# Guide The Elements of Cantor Sets: With Applications

A general Cantor set is a closed set consisting entirely of boundary points. Such sets are uncountable and may have 0 or positive Lebesgue measure. The Cantor set is the only totally disconnected, perfect, compact metric space up to a homeomorphism Willard Portions of this entry contributed by Margherita Barile. Boas, R. A Primer of Real Functions.

Washington, DC: Amer. Cullen, H. Introduction to General Topology. Boston, MA: Heath, pp. Gleick, J. Chaos: Making a New Science. New York: Penguin Books, p. Lauwerier, H. Fractals: Endlessly Repeated Geometric Figures. Harris, J. New York: Springer-Verlag, p. Sloane, N. Trott, M. The Mathematica GuideBook for Graphics. New York: Springer-Verlag, pp. Willard, S. So I decided that I would be the person to put this book together. However, in writing this manuscript for advanced undergraduates I left out many proof because they were too long and technical for this intended audience.

It is my hope that anyone interested in the details will be able to use the bibliography to go to the source and find out the nitty-gritty. As noted in the Preface, without my student Andy Brown and his interest in an independent study on Cantor Sets, I would not have thought of putting together my notes which then became this manuscript. Gary Grabner was a huge help with the figures. My biggest cheerleader and fan was my wife, Jacqueline Jensen-Vallin.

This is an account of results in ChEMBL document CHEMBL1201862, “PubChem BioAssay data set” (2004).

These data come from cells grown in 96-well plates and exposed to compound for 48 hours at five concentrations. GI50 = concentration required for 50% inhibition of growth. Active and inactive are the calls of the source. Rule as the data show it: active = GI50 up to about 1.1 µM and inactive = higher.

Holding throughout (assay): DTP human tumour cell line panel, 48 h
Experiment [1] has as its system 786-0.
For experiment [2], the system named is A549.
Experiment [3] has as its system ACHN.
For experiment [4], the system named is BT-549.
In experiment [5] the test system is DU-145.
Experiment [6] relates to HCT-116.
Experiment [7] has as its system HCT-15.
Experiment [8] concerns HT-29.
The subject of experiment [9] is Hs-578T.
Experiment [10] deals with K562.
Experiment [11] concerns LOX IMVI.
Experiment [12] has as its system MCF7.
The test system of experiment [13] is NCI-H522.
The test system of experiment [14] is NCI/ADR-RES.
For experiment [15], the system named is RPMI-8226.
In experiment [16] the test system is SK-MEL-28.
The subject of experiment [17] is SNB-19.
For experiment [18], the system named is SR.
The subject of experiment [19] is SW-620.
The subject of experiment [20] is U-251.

## The Elements of Cantor Sets : Robert W. Vallin :

That said, any and all mistakes are mine and mine alone. If you find any errors, or if I have missed your favorite topic, please don't hesitate to contact me. If it were, there would be much less to say. As an object itself, the set can be fascinating, but what is most appealing is not the set per se, but where the set can lead one. In analysis one uses the notions of measure, category, and cardinality to describe many objects.

When teaching those topics the Cantor Set always pops up as an example to fortify understanding of the concept. The text makes for a good ancillary in several different courses: analysis using Chapters 2, 3, 9 as a start , topology Chapters 2, 8, 9 , fractals Chapters 6, 7, 10 , and algebra Chapters 2, 5, 4.